One of my courses is
Apparently it is a huge problem to get funding to do a PhD, and fewer and fewer students get financed. So the university is stepping in to help their brightest to jump through the hoops of the funding process. The funding process
I was oblivious to the above when I started the
This, then, is the reason I get to learn about current rifts in Philosophia. The
To my mind there is a connection there with Brexit which really got under the skin of the professor: that this analytic-continent divide is part of what is at the root of Brexit. During a break he even went to look up the plausibility of what I claim on the internet, he wanted to disagree with this so much. He was still referring to it in the weeks after.
Is there an unbridgeable gap between continental and analytic philosophy?
The controversy between continental and analytic philosophy started at the turn of the 20th century. G. E. Moore and Bertrand Russell came up with a novel approach to Philosophy which emphasised the notion of “meaning” of terms and propositions in natural language. This linguistic conception of philosophy revolutionised not only British philosophy. It also threw a very large stone in the pond of traditional Western philosophy, the teachings of Kant and Hegel particularly.
Analytic philosophy developed in fits and starts. After the early days of proportional realism, Moore embraced common sense philosophy, whilst Russel and Wittgenstein came up with logical atomism. Next came Ayer, another British philosopher who in collaboration with the Vienna Circle, developed logical positivism. After the war, philosophers from Cambridge (Wittgenstein and Wisdom) and Oxford (Ryle, Austin, Strawson and Grice) invent ordinary-language analysis. In the 1960s, another shift: linguistic philosophy turns into the philosophy of language, then metaphysics and then yet another set of philosophical sub-disciplines. During its development, analytical philosophy found itself many new opponents: Husserl’s classical phenomenology and after, existentialism (Sartre, Camus), and postmodern philosophers (Heidegger, Foucault en Derrida).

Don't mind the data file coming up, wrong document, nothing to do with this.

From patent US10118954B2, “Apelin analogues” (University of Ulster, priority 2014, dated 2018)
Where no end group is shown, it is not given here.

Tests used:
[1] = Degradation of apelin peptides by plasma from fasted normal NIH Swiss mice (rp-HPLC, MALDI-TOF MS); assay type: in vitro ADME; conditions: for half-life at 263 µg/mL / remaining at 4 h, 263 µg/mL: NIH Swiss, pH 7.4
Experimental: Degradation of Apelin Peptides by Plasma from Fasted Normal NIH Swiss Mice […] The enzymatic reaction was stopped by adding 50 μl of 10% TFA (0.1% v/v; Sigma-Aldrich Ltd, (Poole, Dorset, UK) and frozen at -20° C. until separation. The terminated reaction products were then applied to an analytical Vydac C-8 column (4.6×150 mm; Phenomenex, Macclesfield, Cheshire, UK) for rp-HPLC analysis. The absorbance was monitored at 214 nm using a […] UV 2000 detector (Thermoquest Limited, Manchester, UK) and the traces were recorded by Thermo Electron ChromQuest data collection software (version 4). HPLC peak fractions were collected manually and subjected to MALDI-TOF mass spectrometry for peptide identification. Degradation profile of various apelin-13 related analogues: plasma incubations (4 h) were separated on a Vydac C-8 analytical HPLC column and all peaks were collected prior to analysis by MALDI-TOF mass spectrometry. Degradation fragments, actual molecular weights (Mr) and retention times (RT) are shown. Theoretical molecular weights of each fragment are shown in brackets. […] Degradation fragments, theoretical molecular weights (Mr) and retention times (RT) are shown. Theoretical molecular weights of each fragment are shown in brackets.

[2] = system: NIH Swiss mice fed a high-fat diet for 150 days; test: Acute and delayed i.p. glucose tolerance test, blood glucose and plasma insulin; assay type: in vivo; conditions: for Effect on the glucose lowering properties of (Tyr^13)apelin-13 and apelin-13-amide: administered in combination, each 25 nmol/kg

Analytical philosophers may have changed their beliefs and direction several times, they do possess a unifying characteristic in having a very precise and thorough style. They are also willing to explore narrow topics, rather than the great scheme of things as continental philosophers are prone to. They undertook much philosophical work, particularly in the fields of language and mind, which may have been neglected otherwise. Hans-Johann Glock says: “analytic philosophy is a respectable science or skill; it uses specific techniques to tackle discrete problems with definite results.”
How then, to mend the rift? Not by using the time-honoured instrument of philosophical debate. The famous clash between Derrida (continental) and Searle (analytic) may serve as an example. This ended with both parties denouncing each other without either party making an effort to establish common ground.
Indeed, what rift is there? As Bernard Williams points out, the distinction between continental (geographical) and analytical (methodological) is strange: it is like dividing cars into “four-wheel-drive” and “made-in-Japan”. Let us have a Japanese four-wheel-drive. After a century of bandying hurts and insults, it is time to harvest achievements. To treat the gap that has engulfed both sides, not as philosophical in nature, but as psychological and historical in origin. If philosophers cannot set such an example, who can?